In general, the filter shapes are largely robust to substantial variation in the prior probability distribution. The correlations between the filters in F (flat prior) and the filters in C-I are 0.96, 0.98, 0.98, 1.00, 0.97, 0.96, and 0.96, respectively. The priors do have some effect, however. Zero-disparity priors (Fig 10A) cause the optimal filters to select for somewhat higher spatial frequencies and smaller phase shifts than a flat prior. Priors with excess mass at large non-zero disparities (Fig 10B) cause the optimal filters to select for somewhat lower spatial frequencies and larger phase shifts. These trends are as expected [24]. However, the optimal filters in the disparity estimation task are largely robust to the variations in the prior examined here. These results suggest, consistent with intuition, that the task-relevant features of natural (proximal) stimuli are the primary determinants of the optimal stimulus encoders. This result should not come as a surprise. In Bayesian signal detection theory, for example, the primary effect of a prior is to shift the decision boundary [43].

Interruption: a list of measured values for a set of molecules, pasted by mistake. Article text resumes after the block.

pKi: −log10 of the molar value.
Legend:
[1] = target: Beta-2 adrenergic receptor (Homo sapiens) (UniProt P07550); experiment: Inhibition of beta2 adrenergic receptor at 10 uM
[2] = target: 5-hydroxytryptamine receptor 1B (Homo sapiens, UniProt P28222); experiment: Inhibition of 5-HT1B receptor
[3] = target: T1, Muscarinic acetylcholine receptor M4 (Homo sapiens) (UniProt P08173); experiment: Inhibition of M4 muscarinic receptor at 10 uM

This general approach- manipulation of the prior in a closed system- may prove useful for investigations of optimal information processing in other sensory-perceptual tasks. It may also prove useful in evaluating claims in the literature about the constraints priors place on the design of neural systems and the subsequent limits of sensory-perceptual processing[44,45] in the presence of natural stimulus variation.

#### The effect of noise power.

Here, we examine the effect of the overall level of encoding noise power on the optimal receptive field shapes. We considered five noise variances over a range spanning two orders of magnitude. The low noise condition contained 1/10th the original noise variance (*α* = 0.136; ), and the high noise variance condition contained 10x the original noise variance ((*α* = 13.6; ). To isolate the effect of cut noise variance, the training set and all other parameters were held constant across the conditions.